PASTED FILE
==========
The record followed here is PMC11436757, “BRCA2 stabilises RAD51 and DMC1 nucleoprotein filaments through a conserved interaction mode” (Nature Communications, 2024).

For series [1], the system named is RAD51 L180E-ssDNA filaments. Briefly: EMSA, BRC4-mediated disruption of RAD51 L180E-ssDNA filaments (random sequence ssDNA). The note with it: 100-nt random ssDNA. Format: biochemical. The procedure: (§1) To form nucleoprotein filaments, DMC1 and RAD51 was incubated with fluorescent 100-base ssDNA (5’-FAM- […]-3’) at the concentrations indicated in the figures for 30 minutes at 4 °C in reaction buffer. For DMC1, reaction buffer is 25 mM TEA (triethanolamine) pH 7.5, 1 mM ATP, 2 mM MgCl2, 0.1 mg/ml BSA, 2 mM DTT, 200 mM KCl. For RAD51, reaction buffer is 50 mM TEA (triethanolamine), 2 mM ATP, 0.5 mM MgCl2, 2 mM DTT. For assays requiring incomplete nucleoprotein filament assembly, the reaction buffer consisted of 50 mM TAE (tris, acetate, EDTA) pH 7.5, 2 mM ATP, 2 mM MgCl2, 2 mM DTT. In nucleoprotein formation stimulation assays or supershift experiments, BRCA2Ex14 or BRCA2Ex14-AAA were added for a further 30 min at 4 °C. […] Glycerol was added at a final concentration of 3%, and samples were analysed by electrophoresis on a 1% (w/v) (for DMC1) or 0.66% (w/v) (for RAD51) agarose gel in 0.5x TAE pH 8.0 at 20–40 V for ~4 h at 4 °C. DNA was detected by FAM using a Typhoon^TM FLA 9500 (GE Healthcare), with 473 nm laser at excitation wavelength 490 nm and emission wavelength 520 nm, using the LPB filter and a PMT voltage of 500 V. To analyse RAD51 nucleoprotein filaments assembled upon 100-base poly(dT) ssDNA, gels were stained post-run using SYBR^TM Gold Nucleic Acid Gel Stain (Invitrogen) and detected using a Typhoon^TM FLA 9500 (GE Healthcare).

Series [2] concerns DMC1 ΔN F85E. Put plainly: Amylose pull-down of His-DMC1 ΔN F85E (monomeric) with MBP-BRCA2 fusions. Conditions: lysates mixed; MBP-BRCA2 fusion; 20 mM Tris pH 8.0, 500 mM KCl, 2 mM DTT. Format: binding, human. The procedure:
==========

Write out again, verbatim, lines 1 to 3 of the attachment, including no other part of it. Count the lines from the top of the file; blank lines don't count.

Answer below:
The record followed here is PMC11436757, “BRCA2 stabilises RAD51 and DMC1 nucleoprotein filaments through a conserved interaction mode” (Nature Communications, 2024).

For series [1], the system named is RAD51 L180E-ssDNA filaments. Briefly: EMSA, BRC4-mediated disruption of RAD51 L180E-ssDNA filaments (random sequence ssDNA). The note with it: 100-nt random ssDNA. Format: biochemical. The procedure: (§1) To form nucleoprotein filaments, DMC1 and RAD51 was incubated with fluorescent 100-base ssDNA (5’-FAM- […]-3’) at the concentrations indicated in the figures for 30 minutes at 4 °C in reaction buffer. For DMC1, reaction buffer is 25 mM TEA (triethanolamine) pH 7.5, 1 mM ATP, 2 mM MgCl2, 0.1 mg/ml BSA, 2 mM DTT, 200 mM KCl. For RAD51, reaction buffer is 50 mM TEA (triethanolamine), 2 mM ATP, 0.5 mM MgCl2, 2 mM DTT. For assays requiring incomplete nucleoprotein filament assembly, the reaction buffer consisted of 50 mM TAE (tris, acetate, EDTA) pH 7.5, 2 mM ATP, 2 mM MgCl2, 2 mM DTT. In nucleoprotein formation stimulation assays or supershift experiments, BRCA2Ex14 or BRCA2Ex14-AAA were added for a further 30 min at 4 °C. […] Glycerol was added at a final concentration of 3%, and samples were analysed by electrophoresis on a 1% (w/v) (for DMC1) or 0.66% (w/v) (for RAD51) agarose gel in 0.5x TAE pH 8.0 at 20–40 V for ~4 h at 4 °C. DNA was detected by FAM using a Typhoon^TM FLA 9500 (GE Healthcare), with 473 nm laser at excitation wavelength 490 nm and emission wavelength 520 nm, using the LPB filter and a PMT voltage of 500 V. To analyse RAD51 nucleoprotein filaments assembled upon 100-base poly(dT) ssDNA, gels were stained post-run using SYBR^TM Gold Nucleic Acid Gel Stain (Invitrogen) and detected using a Typhoon^TM FLA 9500 (GE Healthcare).

Series [2] concerns DMC1 ΔN F85E. Put plainly: Amylose pull-down of His-DMC1 ΔN F85E (monomeric) with MBP-BRCA2 fusions. Conditions: lysates mixed; MBP-BRCA2 fusion; 20 mM Tris pH 8.0, 500 mM KCl, 2 mM DTT. Format: binding, human. The procedure: